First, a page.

MAY 10, 2018 - Spearheaded by McCourt Professor Sheila Foster, LabGov Georgetown is one of McCourt’s latest initiatives. In ever-changing urban contexts worldwide, LabGov explores the idea that social and economic generation in cities can benefit from an “urban commons” framework in which communities and local governments work together and share responsibility for co-managing urban assets and resources.

“LabGov’s unique laboratory approach, combined with a focus on high-quality research and analysis, has enabled it to serve as a powerful force for much-needed urban systems change around the world,” Foster explained.

A joint Professor of Law and Public Policy, Foster has years of experience studying the impact of public policies and projects that spur innovative approaches to shared urban resources.

“By providing a platform that brings together scholars, practitioners, and experts, LabGov will continue to develop and expand our understanding of the urban commons and how it can be applied and adaptive to different local conditions,” she said.

Collaborative city-making

LabGov is also co-host to the Co-Cities Project, a groundbreaking international applied research project under the direction of Foster and her international research partners. The Co-Cities project investigates new forms of collaborative city-making that are leading urban areas towards new forms of participatory urban governance, inclusive economic growth and social innovation.

Last year Foster and a team of researchers were awarded a $1 million grant by the National Science Foundation's Smart and Connected Communities division, to implement the co-city methodology in Harlem, New York City. The grant will support her team’s design of a community-owned broadband network to address the digital divide in underserved communities.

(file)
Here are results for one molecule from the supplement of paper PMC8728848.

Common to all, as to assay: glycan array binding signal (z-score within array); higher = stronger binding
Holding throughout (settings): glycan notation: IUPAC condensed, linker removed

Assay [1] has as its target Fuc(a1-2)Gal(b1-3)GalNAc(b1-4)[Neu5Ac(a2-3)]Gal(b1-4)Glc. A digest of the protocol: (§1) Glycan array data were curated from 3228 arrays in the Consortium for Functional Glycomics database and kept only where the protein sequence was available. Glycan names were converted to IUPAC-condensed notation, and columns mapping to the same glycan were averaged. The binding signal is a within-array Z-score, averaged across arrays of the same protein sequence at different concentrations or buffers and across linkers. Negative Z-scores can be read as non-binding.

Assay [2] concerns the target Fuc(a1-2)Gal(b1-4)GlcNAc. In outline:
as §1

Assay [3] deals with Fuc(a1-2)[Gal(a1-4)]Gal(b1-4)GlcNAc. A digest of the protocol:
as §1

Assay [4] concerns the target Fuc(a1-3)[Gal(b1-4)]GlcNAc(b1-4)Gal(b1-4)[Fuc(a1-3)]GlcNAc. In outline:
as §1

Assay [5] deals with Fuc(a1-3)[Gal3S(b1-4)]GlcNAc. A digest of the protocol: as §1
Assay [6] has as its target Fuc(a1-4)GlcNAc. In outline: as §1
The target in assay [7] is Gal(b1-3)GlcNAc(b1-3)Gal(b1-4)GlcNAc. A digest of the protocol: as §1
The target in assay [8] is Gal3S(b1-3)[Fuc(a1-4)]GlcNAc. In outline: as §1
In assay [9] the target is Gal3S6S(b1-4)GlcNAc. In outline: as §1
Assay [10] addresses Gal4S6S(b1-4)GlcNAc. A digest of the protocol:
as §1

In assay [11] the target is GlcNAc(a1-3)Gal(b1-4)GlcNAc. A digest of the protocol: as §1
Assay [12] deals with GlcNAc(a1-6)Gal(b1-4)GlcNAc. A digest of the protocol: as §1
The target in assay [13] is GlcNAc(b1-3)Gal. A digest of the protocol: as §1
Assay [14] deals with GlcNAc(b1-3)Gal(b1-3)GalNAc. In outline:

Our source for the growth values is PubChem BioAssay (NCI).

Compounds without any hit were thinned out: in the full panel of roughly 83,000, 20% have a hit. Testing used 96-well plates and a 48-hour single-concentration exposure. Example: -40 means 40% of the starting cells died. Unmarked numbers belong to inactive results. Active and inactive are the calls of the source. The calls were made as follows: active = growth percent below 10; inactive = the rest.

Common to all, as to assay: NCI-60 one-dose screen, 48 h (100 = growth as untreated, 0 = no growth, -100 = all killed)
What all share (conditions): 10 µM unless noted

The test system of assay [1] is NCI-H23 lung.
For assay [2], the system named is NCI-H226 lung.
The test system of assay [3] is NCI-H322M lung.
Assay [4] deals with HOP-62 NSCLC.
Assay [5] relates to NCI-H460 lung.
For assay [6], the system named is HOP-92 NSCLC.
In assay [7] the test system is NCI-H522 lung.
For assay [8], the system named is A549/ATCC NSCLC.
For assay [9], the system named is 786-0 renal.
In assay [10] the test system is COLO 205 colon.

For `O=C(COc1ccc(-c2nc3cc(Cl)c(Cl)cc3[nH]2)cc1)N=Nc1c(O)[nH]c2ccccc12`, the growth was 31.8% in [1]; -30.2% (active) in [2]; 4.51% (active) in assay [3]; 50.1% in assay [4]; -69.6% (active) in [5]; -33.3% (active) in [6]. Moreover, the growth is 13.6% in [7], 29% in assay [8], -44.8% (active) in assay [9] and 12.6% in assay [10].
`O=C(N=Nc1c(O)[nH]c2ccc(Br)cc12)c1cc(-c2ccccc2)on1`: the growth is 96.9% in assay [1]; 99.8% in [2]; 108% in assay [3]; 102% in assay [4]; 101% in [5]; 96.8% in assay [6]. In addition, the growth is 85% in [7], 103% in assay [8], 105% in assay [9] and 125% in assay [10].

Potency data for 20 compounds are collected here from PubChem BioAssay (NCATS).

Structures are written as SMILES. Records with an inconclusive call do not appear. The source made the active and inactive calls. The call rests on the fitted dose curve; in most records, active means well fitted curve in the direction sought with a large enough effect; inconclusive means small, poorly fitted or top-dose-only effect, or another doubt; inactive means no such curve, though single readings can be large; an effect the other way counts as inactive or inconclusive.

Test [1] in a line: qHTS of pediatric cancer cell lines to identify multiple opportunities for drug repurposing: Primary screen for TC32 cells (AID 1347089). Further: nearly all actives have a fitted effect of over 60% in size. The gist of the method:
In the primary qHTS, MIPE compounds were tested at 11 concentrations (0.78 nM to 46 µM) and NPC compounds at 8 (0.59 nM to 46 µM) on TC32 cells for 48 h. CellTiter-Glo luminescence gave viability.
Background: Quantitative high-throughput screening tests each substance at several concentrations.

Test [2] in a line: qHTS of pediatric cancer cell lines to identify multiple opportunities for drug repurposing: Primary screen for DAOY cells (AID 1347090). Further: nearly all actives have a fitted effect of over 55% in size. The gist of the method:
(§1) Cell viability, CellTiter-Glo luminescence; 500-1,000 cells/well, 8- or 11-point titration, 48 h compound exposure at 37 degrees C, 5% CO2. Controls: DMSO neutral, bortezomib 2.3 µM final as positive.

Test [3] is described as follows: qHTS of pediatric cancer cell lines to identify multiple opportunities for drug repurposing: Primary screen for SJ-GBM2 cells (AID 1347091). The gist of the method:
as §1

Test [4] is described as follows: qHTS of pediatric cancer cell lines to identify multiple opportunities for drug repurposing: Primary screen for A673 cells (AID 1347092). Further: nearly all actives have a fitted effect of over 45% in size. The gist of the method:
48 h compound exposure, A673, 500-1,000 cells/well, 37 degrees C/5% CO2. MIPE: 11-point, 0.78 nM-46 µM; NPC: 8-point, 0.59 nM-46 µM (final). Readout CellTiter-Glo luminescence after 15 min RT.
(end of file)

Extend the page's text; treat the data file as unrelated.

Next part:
Inspired by a legendary changemaker

LabGov’s approach to urban commons research is inspired by the ground-breaking work of American political economist Elinor Ostrom, whose research on the commons won her the Nobel Peace Prize in 2009.

Ostrom, who remains the only woman to ever receive a Nobel Peace Prize in Economics, shattered conventional wisdom regarding shared, open-access resources, which was then based on Garrett Hardin's famous Tragedy of the Commons thesis.

The first LabGov was founded in 2011 at LUISS Guido Carli University in Rome by Professor Christian Iaione as an applied research laboratory, but it quickly became internationally renowned for its role in helping to draft and implement the Bologna Regulation on the Urban Commons. After working with Iaione on the Bologna legislation and the Co-City project there, Foster brought LabGov to the U.S.in 2015 while on the faculty at Fordham University. She is thrilled to bring it to Georgetown where it is very well aligned with Georgetown’s nascent Global Cities Initiative.

Due in part to the success and acclaim of the Bologna Regulation, other LabGovs have begun to emerge around the globe, from Costa Rica, to São Paulo, to New York and beyond. LabGov Georgetown is one of the newest LabGov's to emerge and remains in close partnership with the founding and original LabGov Italy.